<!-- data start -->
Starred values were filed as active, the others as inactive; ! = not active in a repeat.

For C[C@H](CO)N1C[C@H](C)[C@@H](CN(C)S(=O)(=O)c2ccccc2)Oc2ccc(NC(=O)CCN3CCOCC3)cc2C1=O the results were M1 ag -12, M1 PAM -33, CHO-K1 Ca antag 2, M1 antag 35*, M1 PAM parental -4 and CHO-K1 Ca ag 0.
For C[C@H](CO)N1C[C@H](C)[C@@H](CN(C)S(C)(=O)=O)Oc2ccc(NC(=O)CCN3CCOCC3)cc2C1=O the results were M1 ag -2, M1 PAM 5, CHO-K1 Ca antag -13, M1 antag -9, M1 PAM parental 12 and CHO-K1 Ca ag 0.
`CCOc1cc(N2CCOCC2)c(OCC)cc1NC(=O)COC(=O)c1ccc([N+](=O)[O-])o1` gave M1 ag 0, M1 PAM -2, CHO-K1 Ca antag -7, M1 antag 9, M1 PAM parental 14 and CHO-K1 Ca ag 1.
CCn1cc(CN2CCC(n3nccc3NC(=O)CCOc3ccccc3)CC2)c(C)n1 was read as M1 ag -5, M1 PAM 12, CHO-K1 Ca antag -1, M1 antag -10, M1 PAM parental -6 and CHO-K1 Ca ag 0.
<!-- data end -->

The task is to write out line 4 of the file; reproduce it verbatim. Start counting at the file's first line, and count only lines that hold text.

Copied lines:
`CCOc1cc(N2CCOCC2)c(OCC)cc1NC(=O)COC(=O)c1ccc([N+](=O)[O-])o1` gave M1 ag 0, M1 PAM -2, CHO-K1 Ca antag -7, M1 antag 9, M1 PAM parental 14 and CHO-K1 Ca ag 1.